Pompon! I don’t know which makes me happier, the sound of the word or the tactile pleasure I derive from the object itself. Don’t they resemble coconut balls from a distance?
Image credits: one, two & three.
I’ve been doing a lot of stash-busting lately, partly to make room for my Ice Yarn hauls (of which I have another to document), and when I saw this adorable pompon scarf from Anthropologie, it seemed like the perfect solution to some cream acrylic I had left over from my novice knitting days.
I made a template with outer circle diameter 11cm, and hole diameter 5.5cm, and began winding. I was quite happy with my floppy pompons, until my Mum decided to have a go…
On the left is her perfect pompon, and on the right is one of mine. >_>
She wound hers so tight that it took a lot of effort to cut through, and my poor template looked quite battered afterwards, but she did create a pompon that all other pompons can aspire to, and that only needed some light trimming. Mine all needed shearing! Never mind, the offcuts will be good for stuffing.
I made 10 pompons in total and used about 400g of aran-weight acrylic yarn. In my opinion, this is definitely a project for cheap yarn, even if you wear it around your neck.
I don’t think I need to teach any of you how to make a pompon, but I do have a few suggestions:
- Use a surgeon’s knot when tying your pompon up. It’s just like a regular knot, but you pass the end of the yarn through the loop twice. This keeps the knot from sliding before you make another overhand knot. Useful for bows too!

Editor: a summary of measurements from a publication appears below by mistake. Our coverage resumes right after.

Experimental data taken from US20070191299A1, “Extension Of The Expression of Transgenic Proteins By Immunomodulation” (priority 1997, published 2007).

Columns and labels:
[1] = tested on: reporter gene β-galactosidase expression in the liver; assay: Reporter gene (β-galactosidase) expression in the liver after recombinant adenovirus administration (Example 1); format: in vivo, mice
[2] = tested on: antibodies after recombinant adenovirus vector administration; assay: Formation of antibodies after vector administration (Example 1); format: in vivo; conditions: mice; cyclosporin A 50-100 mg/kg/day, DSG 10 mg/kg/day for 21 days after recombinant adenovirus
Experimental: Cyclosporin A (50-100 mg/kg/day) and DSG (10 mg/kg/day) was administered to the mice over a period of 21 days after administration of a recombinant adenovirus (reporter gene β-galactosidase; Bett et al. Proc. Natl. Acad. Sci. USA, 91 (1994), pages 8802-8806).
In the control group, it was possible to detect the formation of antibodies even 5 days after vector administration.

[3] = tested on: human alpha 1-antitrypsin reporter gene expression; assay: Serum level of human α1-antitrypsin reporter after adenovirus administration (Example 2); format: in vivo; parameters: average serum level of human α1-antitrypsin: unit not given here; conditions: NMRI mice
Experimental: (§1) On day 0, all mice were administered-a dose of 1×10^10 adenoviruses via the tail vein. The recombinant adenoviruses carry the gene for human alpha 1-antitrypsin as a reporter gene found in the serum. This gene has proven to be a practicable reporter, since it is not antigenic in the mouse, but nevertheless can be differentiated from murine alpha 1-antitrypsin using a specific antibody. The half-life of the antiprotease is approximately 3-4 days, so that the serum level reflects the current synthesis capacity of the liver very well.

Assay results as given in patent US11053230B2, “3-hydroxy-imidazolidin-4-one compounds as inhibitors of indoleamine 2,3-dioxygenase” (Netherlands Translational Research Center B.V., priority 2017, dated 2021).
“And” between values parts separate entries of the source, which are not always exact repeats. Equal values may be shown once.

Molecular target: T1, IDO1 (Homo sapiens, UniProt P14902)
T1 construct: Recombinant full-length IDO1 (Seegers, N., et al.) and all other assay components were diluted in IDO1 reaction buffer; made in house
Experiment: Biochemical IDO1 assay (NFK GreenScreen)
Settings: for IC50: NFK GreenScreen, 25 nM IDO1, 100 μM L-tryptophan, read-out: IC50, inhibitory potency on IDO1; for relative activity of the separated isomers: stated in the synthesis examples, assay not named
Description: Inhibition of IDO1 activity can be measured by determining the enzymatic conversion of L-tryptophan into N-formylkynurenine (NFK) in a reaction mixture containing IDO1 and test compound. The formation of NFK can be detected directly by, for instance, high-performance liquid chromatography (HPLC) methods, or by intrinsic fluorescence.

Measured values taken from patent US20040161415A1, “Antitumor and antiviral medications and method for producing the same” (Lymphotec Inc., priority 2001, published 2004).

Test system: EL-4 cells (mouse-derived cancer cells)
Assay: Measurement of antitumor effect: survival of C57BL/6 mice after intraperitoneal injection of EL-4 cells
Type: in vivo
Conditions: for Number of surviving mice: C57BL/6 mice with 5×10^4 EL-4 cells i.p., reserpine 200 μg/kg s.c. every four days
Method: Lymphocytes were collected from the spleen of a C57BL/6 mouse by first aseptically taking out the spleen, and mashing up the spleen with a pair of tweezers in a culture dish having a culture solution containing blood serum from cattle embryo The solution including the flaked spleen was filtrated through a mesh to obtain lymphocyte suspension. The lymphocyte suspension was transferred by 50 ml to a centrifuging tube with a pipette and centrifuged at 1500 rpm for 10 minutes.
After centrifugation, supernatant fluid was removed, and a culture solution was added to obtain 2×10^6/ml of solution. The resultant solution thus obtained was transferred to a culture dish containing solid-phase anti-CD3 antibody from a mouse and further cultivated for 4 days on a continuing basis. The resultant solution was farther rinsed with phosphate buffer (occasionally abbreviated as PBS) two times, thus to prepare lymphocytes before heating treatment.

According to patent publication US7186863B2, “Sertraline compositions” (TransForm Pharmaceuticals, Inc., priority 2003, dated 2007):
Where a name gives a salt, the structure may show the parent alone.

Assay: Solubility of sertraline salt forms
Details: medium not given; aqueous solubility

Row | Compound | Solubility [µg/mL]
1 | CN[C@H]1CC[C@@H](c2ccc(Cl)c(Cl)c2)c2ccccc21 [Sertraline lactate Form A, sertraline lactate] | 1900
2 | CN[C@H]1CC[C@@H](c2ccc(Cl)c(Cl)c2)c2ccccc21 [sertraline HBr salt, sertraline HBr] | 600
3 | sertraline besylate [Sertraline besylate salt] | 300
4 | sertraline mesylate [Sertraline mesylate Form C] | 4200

- Leave the ends of the yarn you use to tie up long, as this makes it easier when it comes to attaching your pompons together.
This is really the trickiest part. Here’s the solution I came up with…
Thread both ends of the yarn through a large tapestry needle. Align the next pompon so that its strings point up, and poke the needle into the bottom of it, pulling until the loop left is as long as you want the gap between your pompons to be. My idea in using two strands was that the pompons could be tucked through the loops to secure the scarf around my neck, so if the idea appeals to you, you might want to check that you can fit a pompon through the gap you leave.
Once the two strands are poking up out of the top of the next pompon, I tied all four strands two-by-two to each other. Just keep knotting until the pompon is secure and can’t slide up or down. Then repeat the same for all the other pompons.
You can experiment with smaller or larger pompons, different colour combinations (can we see an ombre pompon scarf, please?), and maybe even make use of some child labour. ;)
When not around your neck, pompon scarves make really lovely garlands you’ll want to fondle constantly.
And did you know you can trim pompons into a heart shape? It’s true! :)
Pom pom pom…